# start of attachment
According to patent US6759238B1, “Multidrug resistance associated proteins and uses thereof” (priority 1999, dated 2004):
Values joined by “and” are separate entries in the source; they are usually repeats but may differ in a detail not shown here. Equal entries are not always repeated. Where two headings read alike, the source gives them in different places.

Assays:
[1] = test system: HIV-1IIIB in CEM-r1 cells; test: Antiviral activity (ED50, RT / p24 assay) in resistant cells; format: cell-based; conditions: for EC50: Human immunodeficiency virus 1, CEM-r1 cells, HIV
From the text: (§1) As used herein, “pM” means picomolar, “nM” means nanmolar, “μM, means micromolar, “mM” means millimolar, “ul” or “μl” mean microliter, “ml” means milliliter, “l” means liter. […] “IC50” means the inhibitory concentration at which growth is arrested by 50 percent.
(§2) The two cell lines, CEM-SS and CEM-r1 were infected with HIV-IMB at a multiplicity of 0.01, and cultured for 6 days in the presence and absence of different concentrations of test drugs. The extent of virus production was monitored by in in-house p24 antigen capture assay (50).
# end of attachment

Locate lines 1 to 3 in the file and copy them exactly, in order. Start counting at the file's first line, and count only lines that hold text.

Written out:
According to patent US6759238B1, “Multidrug resistance associated proteins and uses thereof” (priority 1999, dated 2004):
Values joined by “and” are separate entries in the source; they are usually repeats but may differ in a detail not shown here. Equal entries are not always repeated. Where two headings read alike, the source gives them in different places.

Assays: